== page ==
Does social media success need to be defined?

Determining the success of a social media campaign is a difficult task – how do we define its success?

Econsultancy recently published a blog post where the value of social media was questioned – are companies experimenting with social media for the right reasons, and do they even know what results they are getting from their effort? How can social media return on investment be measured when it is such a broad concept?

“For firms who do measure, metrics that reflect reach and engagement (shares, likes, views, downloads etc) are often subjective.” – Are we in a social media bubble? Econsultancy.

This is true, it’s difficult to decipher the return on investment from reach and engagement. However, just because the form of measurement may be subjective, it doesn’t mean it’s not valid.

A client of ours, American Soda, has a successful Facebook page with nearly 12,000 likes. From the beginning of this year ’til the end of May, American Soda’s Facebook page accounts for 1.14% of its total sales. For example, if they turned over £300,000 in total sales, that would equate to £3,000 of revenue directly from Facebook. This may not seem like a high percentage but compare it to how much was spent on the original social media campaign and it’s a successful profit, a ROI of 50% to be exact.

The 1.14% of total sales is the amount of users who visited American Soda’s Facebook page and then went on to purchase items from their website. This figure doesn’t include the ‘subjective’ measurements of reach and engagement but they must be taken into consideration when looking at the total sales figure. For example, American Soda has incorporated Facebook like buttons into its online store and therefore a product liked by thirty people will be shared with each one of their Facebook friends. Moreover, a recent talk at SASCON revealed one out of every ten visits to a website comes from Facebook. How can 10% of your audience be ignored just because reach can be subjective?

A survey by Econsultancy found 47% of companies were not able to measure the value of their social media campaigns. And maybe this is where the problem lies, not with social media itself but with its execution. Followers, likes, engagement and conversation are all essential factors in succeeding with social media but companies also need a clear objective of what they are going to achieve. Putting a lot of time and effort into social conversation is all well and good but companies need to ensure they are creating a balance between investment and payback.

Social media can be an effective tool for communicating and reaching others without even thinking about a return on investment. Just being ‘out there’ and communicating your brand or services to the public can be of benefit. This poses the question whether social media needs to be measured to show its worth? What do you think?

fluidcreativity
  • Written by on 8th June 2011 at 11:36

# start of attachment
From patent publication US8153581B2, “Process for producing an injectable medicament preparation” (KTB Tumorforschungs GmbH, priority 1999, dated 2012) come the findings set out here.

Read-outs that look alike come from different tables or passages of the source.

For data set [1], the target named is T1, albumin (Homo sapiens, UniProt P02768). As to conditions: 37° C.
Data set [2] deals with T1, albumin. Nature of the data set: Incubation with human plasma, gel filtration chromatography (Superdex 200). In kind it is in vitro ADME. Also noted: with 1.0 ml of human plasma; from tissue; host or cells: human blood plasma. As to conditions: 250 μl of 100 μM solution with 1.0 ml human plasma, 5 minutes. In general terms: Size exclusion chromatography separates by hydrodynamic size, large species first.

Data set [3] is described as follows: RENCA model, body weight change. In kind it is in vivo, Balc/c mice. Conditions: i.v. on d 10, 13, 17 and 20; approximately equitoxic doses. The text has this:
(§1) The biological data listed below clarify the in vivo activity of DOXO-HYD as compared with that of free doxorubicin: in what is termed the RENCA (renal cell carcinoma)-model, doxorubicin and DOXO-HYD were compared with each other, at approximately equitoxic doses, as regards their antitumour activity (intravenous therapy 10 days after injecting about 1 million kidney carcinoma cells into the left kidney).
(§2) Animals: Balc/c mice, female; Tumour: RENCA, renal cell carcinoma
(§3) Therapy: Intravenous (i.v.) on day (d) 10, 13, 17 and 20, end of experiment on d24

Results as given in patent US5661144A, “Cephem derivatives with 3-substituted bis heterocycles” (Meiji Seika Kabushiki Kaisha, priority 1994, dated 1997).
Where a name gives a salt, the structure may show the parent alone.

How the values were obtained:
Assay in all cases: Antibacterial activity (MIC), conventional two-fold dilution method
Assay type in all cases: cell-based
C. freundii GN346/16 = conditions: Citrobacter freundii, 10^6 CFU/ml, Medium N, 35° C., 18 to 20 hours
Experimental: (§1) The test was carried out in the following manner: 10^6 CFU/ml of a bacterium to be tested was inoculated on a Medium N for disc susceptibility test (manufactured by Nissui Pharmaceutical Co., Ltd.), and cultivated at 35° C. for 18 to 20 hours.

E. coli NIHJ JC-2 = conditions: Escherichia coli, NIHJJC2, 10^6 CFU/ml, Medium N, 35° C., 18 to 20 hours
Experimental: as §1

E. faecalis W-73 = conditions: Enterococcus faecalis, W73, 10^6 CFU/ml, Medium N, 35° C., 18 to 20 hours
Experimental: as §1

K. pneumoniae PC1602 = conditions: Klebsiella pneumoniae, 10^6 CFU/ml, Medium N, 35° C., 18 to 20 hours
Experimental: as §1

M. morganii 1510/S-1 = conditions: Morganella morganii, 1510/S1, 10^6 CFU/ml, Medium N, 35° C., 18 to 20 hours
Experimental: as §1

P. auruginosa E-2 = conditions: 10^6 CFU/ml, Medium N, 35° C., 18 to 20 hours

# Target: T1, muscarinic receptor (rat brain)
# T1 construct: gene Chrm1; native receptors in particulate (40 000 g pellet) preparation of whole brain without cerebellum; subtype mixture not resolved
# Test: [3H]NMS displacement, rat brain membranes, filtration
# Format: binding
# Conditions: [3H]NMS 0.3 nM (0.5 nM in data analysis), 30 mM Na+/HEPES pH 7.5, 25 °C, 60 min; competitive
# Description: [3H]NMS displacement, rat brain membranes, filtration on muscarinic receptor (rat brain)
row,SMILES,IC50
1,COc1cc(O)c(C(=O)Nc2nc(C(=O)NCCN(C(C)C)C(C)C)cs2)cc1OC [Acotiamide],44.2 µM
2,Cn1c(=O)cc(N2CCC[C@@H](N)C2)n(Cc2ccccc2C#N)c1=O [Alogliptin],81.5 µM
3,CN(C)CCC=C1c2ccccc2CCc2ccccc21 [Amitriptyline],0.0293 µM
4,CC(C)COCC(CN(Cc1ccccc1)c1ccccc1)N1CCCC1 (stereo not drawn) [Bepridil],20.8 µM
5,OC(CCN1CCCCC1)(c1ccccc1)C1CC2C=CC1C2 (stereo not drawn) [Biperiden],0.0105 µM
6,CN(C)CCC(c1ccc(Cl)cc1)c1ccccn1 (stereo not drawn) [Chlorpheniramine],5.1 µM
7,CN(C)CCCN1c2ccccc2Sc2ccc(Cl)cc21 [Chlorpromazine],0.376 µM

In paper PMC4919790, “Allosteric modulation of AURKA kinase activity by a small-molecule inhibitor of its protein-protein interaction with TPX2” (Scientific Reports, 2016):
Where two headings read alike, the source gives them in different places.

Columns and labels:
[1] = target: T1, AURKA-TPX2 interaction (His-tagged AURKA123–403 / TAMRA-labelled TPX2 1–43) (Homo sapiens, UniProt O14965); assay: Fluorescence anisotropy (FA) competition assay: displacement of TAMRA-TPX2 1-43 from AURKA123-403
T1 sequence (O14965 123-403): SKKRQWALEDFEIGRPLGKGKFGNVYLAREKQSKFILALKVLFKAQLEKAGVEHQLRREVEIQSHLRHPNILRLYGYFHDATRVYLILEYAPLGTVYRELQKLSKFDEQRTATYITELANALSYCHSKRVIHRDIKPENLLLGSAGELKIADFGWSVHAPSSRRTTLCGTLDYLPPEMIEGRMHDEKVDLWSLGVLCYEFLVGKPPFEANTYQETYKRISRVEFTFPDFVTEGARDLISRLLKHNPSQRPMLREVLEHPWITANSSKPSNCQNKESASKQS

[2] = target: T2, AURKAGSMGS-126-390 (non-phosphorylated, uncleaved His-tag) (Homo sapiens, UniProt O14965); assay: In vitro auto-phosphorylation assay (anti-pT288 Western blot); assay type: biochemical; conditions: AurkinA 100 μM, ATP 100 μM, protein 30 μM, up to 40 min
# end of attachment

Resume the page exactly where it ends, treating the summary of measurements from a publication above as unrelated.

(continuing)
• “Fluid Creativity is an award-winning, multi-service digital agency based in Manchester.”
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  • SEOsherlock

    The social analytics tools from the likes of Socialbakers.com and Webtrends.com may help brands/companies put some value on their social media offering/campaign #justsaying

    • http://blog.fluidcreativity.co.uk Fluid Creativity

      I am currently on paternity leave until Monday 18th July 2011. If your enquiry is urgent please call Sarah on 0845 6588 373.

      I am checking my emails however there may be a delay in getting back to you.

      Kind Regards
      Lee Turner

  • SEOsherlock

    I dont think my comment is as important as raising you’re child so a delay will be fine thanks 😛

    • http://www.fluidcreativity.co.uk/fluid-thinking Fluid Creativity

      I am currently on paternity leave until Monday 18th July 2011. If your enquiry is urgent please call Sarah on 0845 6588 373.

      I am checking my emails however there may be a delay in getting back to you.

      Kind Regards
      Lee Turner

  • SEOsherlock

    I dont think my comment is as important as raising you’re child so a delay will be fine thanks 😛

    • http://blog.fluidcreativity.co.uk Fluid Creativity

      I am currently on paternity leave until Monday 18th July 2011. If your enquiry is urgent please call Sarah on 0845 6588 373.

      I am checking my emails however there may be a delay in getting back to you.

      Kind Regards
      Lee Turner

    • claironeill

      Sorry about the auto response fail…
      Will have a look at the sites you’ve recommended – cheers!

      • http://blog.fluidcreativity.co.uk Fluid Creativity

        I am currently on paternity leave until Monday 18th July 2011. If your enquiry is urgent please call Sarah on 0845 6588 373.

        I am checking my emails however there may be a delay in getting back to you.

        Kind Regards
        Lee Turner

  • Jamie Goodwin

    Not being a hard-nosed businessman, or an accountant, I tend to think of social media as what it is: a social tool. I don’t immediately think of it as a selling tool – I was under the impression that Web 2.0 meant less ‘LISTEN TO US’ and more ‘So, what do you think? Oh yes, that’s interesting, our company agrees’. Therefore I rarely think about ROI in social media unless asked to (I’m currently assessing the social media strategy for a well known bookmaker, they’re emphasising a need for ROI calculations).

    I tend to think of it like this: if your company hosts or sponsors an event with all the branding and relevant marketing plastered to the walls and surrounding area, and they put a shop at the heart of that event, how do you calculate the ROI? Do you base it on sales from that shop (which could equate to links to your website clicked on Facebook), or do they try to look deeper? What about all the visibility the brand received, what about the staff who were on hand chatting and befriending customers who didn’t necessarily buy something there and then? Does that not offer some measure of return on your investment in that event?

    I think social media can be quite like that sometimes. You can calculate the tangible things: likes; follows; clicks on a link; comments; retweets. But you can’t really calculate the reach it gives you, the exposure, the fact that your staff are on hand chatting to customers, which makes those customers feel better about your brand – enough perhaps to visit your website at a later date.